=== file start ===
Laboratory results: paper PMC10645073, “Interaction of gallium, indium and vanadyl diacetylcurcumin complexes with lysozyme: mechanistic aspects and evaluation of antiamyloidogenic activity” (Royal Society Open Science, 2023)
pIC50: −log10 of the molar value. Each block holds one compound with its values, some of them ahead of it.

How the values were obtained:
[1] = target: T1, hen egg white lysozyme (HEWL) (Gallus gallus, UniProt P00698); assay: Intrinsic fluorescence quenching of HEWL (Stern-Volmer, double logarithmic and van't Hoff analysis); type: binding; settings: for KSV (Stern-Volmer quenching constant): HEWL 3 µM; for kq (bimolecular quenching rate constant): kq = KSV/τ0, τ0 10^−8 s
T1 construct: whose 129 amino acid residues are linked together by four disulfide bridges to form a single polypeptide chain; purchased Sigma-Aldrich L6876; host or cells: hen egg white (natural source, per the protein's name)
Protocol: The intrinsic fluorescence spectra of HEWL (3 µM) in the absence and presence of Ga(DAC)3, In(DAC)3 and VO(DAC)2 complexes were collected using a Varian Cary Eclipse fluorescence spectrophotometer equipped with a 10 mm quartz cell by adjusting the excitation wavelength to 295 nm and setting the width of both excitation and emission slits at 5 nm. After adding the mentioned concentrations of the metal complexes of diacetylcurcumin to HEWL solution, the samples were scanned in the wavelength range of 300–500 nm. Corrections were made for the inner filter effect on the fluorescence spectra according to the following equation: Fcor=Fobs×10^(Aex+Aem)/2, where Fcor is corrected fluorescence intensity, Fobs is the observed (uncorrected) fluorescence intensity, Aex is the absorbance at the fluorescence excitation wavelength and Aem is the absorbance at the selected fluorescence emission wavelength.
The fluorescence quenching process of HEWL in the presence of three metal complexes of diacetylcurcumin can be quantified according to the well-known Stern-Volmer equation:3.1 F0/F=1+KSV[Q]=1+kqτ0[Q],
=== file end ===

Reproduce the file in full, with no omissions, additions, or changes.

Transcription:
Laboratory results: paper PMC10645073, “Interaction of gallium, indium and vanadyl diacetylcurcumin complexes with lysozyme: mechanistic aspects and evaluation of antiamyloidogenic activity” (Royal Society Open Science, 2023)
pIC50: −log10 of the molar value. Each block holds one compound with its values, some of them ahead of it.

How the values were obtained:
[1] = target: T1, hen egg white lysozyme (HEWL) (Gallus gallus, UniProt P00698); assay: Intrinsic fluorescence quenching of HEWL (Stern-Volmer, double logarithmic and van't Hoff analysis); type: binding; settings: for KSV (Stern-Volmer quenching constant): HEWL 3 µM; for kq (bimolecular quenching rate constant): kq = KSV/τ0, τ0 10^−8 s
T1 construct: whose 129 amino acid residues are linked together by four disulfide bridges to form a single polypeptide chain; purchased Sigma-Aldrich L6876; host or cells: hen egg white (natural source, per the protein's name)
Protocol: The intrinsic fluorescence spectra of HEWL (3 µM) in the absence and presence of Ga(DAC)3, In(DAC)3 and VO(DAC)2 complexes were collected using a Varian Cary Eclipse fluorescence spectrophotometer equipped with a 10 mm quartz cell by adjusting the excitation wavelength to 295 nm and setting the width of both excitation and emission slits at 5 nm. After adding the mentioned concentrations of the metal complexes of diacetylcurcumin to HEWL solution, the samples were scanned in the wavelength range of 300–500 nm. Corrections were made for the inner filter effect on the fluorescence spectra according to the following equation: Fcor=Fobs×10^(Aex+Aem)/2, where Fcor is corrected fluorescence intensity, Fobs is the observed (uncorrected) fluorescence intensity, Aex is the absorbance at the fluorescence excitation wavelength and Aem is the absorbance at the selected fluorescence emission wavelength.
The fluorescence quenching process of HEWL in the presence of three metal complexes of diacetylcurcumin can be quantified according to the well-known Stern-Volmer equation:3.1 F0/F=1+KSV[Q]=1+kqτ0[Q],